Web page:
“The courageous conduct of the officers and men who defended Wake Island will not be forgotten so long as gallantry and heroism are respected and honored.” Citation of the President
“Excellent” The New York Times
On 8th December 1941, just hours after the attack on Pearl Harbor, thirty-six Japanese bombers attacked Wake Island and destroyed eight of its twelve aircraft.
Two more raid shortly followed, further reducing the defensive possibilities for the men who were left to defend this small area of American soil in the center of the Pacific Ocean.
Major James P. S. Devereux was the Commanding Officer of the 1st Marine Defense Battalion who faced Japanese onslaught.
The first Japanese landing attempt on the morning of 11th December was repelled by a ferocious defense put forward by Devereux and his men.
Yet although the Japanese had withdrawn without landing, they continued to bombard the island by air and sea, and there was little hope of resupply for the Americans.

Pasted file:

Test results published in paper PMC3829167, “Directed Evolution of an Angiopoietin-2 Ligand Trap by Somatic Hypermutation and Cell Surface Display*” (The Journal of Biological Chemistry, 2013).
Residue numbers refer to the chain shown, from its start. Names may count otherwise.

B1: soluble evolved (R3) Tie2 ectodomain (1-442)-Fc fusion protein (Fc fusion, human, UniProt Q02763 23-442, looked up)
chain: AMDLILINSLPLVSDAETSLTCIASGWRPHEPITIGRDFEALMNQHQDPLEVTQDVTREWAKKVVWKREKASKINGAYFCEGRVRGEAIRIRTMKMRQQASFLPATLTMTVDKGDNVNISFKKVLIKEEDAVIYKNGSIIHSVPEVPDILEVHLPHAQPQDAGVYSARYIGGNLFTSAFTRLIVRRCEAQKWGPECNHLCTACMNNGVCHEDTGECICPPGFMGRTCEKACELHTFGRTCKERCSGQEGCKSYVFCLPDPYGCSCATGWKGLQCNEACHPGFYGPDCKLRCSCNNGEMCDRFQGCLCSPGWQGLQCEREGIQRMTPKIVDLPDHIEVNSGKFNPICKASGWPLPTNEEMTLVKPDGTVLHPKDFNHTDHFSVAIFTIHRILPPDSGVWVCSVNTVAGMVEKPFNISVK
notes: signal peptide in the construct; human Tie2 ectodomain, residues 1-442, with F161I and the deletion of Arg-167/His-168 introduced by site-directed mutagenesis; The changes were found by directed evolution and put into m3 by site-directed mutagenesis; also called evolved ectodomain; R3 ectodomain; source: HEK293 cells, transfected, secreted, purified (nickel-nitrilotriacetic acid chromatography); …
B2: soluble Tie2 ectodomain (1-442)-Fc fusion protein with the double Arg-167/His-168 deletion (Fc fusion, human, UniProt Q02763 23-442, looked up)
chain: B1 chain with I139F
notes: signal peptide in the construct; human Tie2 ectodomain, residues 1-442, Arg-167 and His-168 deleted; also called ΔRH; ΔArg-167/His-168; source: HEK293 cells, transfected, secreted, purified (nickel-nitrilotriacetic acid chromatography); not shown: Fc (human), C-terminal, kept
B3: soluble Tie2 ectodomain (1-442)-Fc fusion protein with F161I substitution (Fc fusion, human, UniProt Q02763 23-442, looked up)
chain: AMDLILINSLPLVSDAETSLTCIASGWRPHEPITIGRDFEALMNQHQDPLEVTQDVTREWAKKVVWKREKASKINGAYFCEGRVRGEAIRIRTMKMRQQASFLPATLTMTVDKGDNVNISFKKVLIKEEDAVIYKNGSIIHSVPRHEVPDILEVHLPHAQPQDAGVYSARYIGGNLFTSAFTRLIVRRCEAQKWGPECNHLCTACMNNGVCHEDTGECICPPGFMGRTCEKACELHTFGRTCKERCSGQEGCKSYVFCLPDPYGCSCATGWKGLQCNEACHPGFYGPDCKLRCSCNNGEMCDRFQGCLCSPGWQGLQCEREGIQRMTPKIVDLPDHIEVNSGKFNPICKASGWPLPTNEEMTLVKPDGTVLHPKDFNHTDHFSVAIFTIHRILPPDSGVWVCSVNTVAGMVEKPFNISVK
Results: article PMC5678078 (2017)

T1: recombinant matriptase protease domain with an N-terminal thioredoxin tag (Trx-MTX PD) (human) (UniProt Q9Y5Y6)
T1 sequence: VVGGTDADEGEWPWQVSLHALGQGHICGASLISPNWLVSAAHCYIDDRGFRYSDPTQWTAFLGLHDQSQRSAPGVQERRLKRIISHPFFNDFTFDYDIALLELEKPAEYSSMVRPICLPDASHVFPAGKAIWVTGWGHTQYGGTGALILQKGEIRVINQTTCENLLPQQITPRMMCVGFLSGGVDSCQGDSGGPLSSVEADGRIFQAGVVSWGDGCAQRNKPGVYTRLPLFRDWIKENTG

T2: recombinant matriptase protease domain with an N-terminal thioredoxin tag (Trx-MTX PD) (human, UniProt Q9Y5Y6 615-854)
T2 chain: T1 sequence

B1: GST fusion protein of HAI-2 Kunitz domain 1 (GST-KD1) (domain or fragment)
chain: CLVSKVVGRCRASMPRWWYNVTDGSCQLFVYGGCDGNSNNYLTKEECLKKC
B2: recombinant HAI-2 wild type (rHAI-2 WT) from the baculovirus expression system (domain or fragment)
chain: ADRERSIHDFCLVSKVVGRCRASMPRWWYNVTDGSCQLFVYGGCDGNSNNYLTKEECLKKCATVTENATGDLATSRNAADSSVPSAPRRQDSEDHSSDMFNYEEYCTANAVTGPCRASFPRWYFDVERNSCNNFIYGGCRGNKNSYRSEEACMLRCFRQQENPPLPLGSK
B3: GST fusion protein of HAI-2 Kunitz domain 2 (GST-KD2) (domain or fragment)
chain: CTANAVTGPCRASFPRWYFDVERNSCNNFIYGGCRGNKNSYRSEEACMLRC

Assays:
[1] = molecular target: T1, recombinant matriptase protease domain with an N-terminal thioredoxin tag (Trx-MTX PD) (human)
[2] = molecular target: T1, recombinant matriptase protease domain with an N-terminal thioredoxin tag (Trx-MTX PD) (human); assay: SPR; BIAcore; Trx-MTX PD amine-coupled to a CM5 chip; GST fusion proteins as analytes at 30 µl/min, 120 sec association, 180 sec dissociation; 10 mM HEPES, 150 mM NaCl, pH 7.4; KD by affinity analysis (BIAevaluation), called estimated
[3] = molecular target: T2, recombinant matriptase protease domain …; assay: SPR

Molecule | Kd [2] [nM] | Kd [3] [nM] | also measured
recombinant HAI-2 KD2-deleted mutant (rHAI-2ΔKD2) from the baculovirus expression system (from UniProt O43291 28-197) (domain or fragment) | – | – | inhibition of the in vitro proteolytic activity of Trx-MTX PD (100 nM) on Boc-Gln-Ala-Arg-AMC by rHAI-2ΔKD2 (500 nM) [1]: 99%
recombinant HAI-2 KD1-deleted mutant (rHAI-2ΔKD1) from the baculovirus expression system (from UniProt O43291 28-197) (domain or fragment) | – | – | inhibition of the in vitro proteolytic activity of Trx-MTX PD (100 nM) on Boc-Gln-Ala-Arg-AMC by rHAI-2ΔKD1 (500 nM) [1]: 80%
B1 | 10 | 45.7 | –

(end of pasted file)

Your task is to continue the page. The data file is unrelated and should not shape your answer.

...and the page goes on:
For fifteen days the American troops suffered endless bombardments until the second major Japanese offensive was launched on 23rd December.
Against overwhelming forces the Marines and other troops that were stationed on the island fought valiantly, but after forty-nine men had lost their lives in the fight, the remaining American men and civilians were captured by the Japanese.
James P. S. Deveraux’s remarkable book The Story of Wake Island takes the reader to the heart of the action from the point of view of the commanding officer. It is a brilliant account of this tragic event that demonstrated the fighting spirit of the American soldier even in the face of unbeatable odds.
“His special vantage point enriches his commentary not only on the ill-fated military operation but also on the state (and spirit) of the prewar preparations to defend the island.” John J. Sbrega, The War Against Japan, 1941-1945
James P. S. Devereaux was a United States Marine Corps general, Navy Cross recipient, and Republican congressman. After the ferocious fifteen-day battle of Wake Island Devereux was interned for nearly four years in Japanese prison camps. His book The Story of Wake Island was first published in 1947 and he passed away in 1988.